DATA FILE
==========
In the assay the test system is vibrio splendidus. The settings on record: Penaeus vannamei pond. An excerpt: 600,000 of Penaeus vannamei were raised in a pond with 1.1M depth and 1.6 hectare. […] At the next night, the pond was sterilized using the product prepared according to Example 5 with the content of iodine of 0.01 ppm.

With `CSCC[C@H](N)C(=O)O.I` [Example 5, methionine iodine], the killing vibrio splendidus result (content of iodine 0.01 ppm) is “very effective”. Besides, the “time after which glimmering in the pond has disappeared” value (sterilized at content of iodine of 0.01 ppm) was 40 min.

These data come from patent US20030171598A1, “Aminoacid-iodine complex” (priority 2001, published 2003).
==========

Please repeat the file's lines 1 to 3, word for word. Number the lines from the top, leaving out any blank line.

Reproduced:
In the assay the test system is vibrio splendidus. The settings on record: Penaeus vannamei pond. An excerpt: 600,000 of Penaeus vannamei were raised in a pond with 1.1M depth and 1.6 hectare. […] At the next night, the pond was sterilized using the product prepared according to Example 5 with the content of iodine of 0.01 ppm.

With `CSCC[C@H](N)C(=O)O.I` [Example 5, methionine iodine], the killing vibrio splendidus result (content of iodine 0.01 ppm) is “very effective”. Besides, the “time after which glimmering in the pond has disappeared” value (sterilized at content of iodine of 0.01 ppm) was 40 min.

These data come from patent US20030171598A1, “Aminoacid-iodine complex” (priority 2001, published 2003).